The women of Northern Ireland found a clever loophole in the country’s strict abortion laws as they staged a powerful protest outside courts in Belfast.
It’s been one week since Ireland took to the polls to repeal the eighth amendment on the country’s strict abortion laws and won.
Now, the incredible feat has sparked protests, campaigns and social media chatter as women in Northern Ireland call for the same change to be made north of the border.
In a powerful pro-choice protest (sure to be one of many in the coming months) women dressed in The Handmaid’s Tale-style outfits (conveying a message of oppression) as they gathered together outside courts in Belfast on Thursday 31 May.
After arranging robots to distribute abortion pills (they had found a legal loophole which allowed them to do so), the women apparently then swallowed them in protest in front of police officers.
According to reports, police officers attempted to remove one woman but after a vocal stand-off they gave up.
One of the demonstrators, Eleanor Crossey Malone, said she took action “in defiance of the extremely outdated, medieval, anti-choice laws that exist in Northern Ireland”.
“We are not willing to accept it anymore,” Malone continued.
“Women every day in Northern Ireland are using these pills - as long as we don’t talk about it, as long as we act like it is a secret, politicians are not under pressure to legislate on this.”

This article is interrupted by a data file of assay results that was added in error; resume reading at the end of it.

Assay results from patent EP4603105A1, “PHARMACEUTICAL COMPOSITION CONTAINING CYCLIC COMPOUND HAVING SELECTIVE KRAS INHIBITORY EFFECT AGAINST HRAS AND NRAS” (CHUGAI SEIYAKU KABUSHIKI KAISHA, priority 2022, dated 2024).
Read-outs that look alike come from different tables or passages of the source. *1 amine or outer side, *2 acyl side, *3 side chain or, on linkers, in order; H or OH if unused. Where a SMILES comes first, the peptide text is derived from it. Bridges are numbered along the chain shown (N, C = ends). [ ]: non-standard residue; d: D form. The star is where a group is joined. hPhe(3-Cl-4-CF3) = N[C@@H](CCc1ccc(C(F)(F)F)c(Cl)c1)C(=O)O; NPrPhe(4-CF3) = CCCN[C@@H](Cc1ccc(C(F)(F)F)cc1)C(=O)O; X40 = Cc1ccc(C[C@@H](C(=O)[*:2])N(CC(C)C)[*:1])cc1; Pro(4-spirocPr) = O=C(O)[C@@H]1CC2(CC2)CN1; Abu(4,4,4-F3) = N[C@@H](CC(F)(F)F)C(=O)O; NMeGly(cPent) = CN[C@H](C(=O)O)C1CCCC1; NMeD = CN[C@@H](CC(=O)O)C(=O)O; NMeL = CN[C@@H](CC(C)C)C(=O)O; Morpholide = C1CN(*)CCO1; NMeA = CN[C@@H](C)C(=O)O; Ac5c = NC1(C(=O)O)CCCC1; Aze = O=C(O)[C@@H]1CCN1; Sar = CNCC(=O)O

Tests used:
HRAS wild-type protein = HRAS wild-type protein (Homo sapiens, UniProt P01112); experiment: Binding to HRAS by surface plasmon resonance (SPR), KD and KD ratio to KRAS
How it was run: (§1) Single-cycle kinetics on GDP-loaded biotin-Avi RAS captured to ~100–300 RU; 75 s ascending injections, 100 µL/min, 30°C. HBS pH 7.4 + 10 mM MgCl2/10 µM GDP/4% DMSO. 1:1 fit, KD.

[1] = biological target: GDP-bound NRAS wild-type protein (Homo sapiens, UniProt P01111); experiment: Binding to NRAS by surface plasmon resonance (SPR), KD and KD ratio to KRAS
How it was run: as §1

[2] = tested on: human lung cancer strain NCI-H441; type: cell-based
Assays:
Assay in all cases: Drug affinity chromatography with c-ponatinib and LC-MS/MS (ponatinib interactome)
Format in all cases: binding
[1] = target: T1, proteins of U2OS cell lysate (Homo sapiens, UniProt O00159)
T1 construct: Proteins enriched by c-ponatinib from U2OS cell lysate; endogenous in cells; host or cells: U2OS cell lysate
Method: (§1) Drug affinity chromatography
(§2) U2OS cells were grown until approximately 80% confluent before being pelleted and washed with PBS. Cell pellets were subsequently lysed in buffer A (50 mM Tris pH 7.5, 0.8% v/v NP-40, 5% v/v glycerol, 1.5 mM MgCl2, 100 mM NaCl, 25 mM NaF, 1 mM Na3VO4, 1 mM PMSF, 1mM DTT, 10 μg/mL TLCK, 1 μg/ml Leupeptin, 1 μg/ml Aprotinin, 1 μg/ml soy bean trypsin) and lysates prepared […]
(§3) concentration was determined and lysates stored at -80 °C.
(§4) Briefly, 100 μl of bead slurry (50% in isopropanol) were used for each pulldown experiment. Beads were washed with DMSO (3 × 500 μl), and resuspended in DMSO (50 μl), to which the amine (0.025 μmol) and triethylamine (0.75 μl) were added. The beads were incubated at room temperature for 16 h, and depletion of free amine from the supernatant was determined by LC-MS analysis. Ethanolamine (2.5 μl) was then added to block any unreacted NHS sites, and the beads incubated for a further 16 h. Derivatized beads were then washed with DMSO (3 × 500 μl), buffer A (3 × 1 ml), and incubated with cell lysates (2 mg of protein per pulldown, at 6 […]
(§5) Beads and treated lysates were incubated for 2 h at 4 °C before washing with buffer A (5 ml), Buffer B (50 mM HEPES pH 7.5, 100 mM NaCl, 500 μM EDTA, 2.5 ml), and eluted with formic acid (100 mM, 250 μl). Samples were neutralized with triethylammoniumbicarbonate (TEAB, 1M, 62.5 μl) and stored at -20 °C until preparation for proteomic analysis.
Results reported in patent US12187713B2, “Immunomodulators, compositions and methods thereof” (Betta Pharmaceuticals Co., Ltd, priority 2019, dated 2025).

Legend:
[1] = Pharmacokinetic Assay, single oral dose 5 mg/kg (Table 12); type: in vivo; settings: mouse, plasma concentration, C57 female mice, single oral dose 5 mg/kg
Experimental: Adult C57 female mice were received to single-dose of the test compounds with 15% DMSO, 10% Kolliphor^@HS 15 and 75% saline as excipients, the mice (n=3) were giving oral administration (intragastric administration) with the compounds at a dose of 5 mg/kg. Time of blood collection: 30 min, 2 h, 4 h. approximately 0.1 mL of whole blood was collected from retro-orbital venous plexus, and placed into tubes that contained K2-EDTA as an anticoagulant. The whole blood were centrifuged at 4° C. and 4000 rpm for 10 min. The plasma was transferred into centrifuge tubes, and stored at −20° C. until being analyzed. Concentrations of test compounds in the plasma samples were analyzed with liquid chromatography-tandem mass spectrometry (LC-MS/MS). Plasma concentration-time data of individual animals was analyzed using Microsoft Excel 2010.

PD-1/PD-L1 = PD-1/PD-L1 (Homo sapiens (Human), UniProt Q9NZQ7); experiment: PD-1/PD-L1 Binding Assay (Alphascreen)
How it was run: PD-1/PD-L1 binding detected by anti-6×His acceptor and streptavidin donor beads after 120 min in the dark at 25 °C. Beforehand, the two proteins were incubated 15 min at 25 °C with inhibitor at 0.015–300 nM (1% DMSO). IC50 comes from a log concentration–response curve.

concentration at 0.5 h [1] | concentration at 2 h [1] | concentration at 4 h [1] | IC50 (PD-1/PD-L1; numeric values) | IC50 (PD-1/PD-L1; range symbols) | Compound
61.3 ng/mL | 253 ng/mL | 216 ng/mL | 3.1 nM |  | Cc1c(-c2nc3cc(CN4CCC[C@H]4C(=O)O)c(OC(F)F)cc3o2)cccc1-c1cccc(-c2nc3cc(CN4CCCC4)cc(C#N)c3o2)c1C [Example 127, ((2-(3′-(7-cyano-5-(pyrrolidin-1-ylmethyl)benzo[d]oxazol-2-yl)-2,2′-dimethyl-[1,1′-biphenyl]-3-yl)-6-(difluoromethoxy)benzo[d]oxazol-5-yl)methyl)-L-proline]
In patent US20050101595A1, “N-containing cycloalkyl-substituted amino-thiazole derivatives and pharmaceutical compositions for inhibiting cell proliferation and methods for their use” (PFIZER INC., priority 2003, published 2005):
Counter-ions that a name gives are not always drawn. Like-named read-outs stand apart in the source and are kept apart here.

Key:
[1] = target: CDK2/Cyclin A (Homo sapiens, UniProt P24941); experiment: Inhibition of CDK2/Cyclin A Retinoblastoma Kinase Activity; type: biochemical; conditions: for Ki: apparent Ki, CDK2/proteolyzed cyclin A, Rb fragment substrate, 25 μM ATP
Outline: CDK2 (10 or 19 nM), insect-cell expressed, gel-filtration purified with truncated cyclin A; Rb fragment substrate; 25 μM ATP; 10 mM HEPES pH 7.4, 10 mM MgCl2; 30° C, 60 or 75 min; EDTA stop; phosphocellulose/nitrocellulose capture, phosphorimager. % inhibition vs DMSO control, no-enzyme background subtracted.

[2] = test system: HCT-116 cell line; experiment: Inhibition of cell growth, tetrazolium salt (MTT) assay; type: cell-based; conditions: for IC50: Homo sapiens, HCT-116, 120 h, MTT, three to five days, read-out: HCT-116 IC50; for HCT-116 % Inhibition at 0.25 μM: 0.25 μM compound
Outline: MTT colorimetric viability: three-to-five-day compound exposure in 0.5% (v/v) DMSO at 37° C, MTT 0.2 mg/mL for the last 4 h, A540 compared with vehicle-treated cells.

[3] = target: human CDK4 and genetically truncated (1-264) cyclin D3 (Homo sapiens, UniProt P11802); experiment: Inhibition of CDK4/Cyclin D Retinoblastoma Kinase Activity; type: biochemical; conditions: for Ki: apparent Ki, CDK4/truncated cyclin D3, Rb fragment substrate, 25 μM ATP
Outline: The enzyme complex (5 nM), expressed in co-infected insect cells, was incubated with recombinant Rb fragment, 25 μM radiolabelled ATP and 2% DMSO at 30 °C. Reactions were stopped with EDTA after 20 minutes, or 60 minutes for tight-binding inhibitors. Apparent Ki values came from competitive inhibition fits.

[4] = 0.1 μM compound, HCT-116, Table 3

The robots, which were operated by a doctor based in the Netherlands, were seized by PSNI after a Dutch doctor, who was protesting outside the courts, was forced to hand over the robots and the pills.
In recent days, MPs from all UK parties have called on Prime Minister Theresa May to put pressure on Northern Ireland to reform its abortion laws, as Northern Ireland is the only part of the UK where abortion is still legal (aside from exceptional cases).
Many people have taken to Twitter, calling for immediate action by using the hashtag #NowForNI.
However, the Supreme Court is set to rule on a challenge over the legality of the country’s strict abortion laws. At the end of last year, the Northern Ireland Human Rights Commission (NIHRC) told the court that the current laws subject “exceptionally vulnerable” women to “inhuman and degrading” treatment. The court will announce its decision on Thursday 7 June.
You can find out more about the situation in Northern Ireland – as well as the politicians fighting to see change here.
Images: Getty / Twitter